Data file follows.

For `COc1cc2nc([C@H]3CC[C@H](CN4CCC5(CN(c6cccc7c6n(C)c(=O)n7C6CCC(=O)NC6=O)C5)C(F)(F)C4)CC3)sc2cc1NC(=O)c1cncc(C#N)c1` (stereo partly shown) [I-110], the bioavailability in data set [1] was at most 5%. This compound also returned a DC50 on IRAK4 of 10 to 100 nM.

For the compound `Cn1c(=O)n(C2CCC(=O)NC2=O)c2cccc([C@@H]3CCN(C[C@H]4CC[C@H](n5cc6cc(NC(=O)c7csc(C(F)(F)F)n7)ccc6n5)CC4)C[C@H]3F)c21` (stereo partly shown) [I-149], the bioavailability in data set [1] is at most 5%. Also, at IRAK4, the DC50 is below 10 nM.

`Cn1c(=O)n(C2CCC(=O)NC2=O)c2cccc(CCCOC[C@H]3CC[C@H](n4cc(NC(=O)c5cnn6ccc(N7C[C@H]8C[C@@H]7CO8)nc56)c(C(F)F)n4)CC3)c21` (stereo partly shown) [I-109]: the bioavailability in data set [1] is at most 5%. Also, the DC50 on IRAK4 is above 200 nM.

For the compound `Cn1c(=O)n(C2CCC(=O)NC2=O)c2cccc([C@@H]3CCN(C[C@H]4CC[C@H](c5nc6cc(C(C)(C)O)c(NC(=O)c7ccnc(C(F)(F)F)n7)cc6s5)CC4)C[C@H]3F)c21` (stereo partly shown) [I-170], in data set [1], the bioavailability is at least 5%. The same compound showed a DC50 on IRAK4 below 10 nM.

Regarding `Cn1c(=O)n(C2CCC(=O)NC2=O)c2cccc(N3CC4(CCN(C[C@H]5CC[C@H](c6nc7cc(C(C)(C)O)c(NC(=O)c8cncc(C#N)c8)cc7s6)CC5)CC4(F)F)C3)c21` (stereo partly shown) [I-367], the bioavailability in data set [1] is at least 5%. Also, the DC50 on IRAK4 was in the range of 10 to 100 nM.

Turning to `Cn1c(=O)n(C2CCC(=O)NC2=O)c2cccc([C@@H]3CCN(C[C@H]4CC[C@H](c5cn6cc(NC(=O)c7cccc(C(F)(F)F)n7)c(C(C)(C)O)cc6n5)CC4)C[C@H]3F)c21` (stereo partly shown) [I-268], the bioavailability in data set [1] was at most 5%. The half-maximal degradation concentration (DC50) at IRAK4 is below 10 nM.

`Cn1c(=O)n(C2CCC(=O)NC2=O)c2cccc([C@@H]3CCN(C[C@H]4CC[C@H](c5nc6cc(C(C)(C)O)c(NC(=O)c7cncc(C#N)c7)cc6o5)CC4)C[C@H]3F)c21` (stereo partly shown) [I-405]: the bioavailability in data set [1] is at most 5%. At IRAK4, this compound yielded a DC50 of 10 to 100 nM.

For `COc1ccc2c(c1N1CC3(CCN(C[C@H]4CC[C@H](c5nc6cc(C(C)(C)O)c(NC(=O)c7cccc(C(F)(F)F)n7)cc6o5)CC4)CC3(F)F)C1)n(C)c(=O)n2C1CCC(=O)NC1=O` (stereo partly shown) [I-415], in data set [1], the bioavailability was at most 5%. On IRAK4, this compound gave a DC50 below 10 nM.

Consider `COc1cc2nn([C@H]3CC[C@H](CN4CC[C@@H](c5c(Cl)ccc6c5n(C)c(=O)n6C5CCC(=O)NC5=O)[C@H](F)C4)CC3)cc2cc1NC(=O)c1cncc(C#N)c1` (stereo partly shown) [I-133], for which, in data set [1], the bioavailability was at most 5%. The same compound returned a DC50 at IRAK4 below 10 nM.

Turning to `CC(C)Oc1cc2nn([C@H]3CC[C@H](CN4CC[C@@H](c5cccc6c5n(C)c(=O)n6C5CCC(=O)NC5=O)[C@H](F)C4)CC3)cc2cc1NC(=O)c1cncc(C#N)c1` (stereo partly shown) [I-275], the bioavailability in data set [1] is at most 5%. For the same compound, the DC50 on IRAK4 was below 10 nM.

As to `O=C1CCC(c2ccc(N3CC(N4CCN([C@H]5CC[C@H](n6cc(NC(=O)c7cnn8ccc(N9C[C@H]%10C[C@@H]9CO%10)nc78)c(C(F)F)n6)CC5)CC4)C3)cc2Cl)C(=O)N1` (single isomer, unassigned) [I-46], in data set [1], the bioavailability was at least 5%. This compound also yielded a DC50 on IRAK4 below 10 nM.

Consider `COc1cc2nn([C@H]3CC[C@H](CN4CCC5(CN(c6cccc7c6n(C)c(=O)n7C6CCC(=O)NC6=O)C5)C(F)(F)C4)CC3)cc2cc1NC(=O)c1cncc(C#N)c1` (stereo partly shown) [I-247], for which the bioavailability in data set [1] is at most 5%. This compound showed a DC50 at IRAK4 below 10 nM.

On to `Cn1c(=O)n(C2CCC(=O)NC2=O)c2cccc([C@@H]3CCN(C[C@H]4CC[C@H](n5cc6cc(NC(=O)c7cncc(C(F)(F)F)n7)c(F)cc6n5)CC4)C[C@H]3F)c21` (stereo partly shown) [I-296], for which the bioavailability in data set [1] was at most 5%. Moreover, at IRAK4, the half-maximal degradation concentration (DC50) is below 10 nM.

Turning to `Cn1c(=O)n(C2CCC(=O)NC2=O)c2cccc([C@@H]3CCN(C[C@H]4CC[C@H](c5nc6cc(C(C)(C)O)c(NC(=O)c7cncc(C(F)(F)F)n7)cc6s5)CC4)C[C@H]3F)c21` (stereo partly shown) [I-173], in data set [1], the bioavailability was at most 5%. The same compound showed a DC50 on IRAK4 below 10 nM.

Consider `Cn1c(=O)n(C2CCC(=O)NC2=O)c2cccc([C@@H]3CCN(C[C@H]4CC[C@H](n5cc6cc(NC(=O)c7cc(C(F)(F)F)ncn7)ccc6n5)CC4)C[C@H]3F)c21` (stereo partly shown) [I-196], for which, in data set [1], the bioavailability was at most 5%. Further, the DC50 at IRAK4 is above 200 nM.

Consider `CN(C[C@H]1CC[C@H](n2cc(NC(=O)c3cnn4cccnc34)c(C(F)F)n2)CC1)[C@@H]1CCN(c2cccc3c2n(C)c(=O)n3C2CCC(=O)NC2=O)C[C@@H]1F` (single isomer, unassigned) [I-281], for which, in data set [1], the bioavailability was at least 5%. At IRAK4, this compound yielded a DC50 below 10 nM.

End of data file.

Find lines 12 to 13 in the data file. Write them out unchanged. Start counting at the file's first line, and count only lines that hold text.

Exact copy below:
Consider `COc1cc2nn([C@H]3CC[C@H](CN4CCC5(CN(c6cccc7c6n(C)c(=O)n7C6CCC(=O)NC6=O)C5)C(F)(F)C4)CC3)cc2cc1NC(=O)c1cncc(C#N)c1` (stereo partly shown) [I-247], for which the bioavailability in data set [1] is at most 5%. This compound showed a DC50 at IRAK4 below 10 nM.

On to `Cn1c(=O)n(C2CCC(=O)NC2=O)c2cccc([C@@H]3CCN(C[C@H]4CC[C@H](n5cc6cc(NC(=O)c7cncc(C(F)(F)F)n7)c(F)cc6n5)CC4)C[C@H]3F)c21` (stereo partly shown) [I-296], for which the bioavailability in data set [1] was at most 5%. Moreover, at IRAK4, the half-maximal degradation concentration (DC50) is below 10 nM.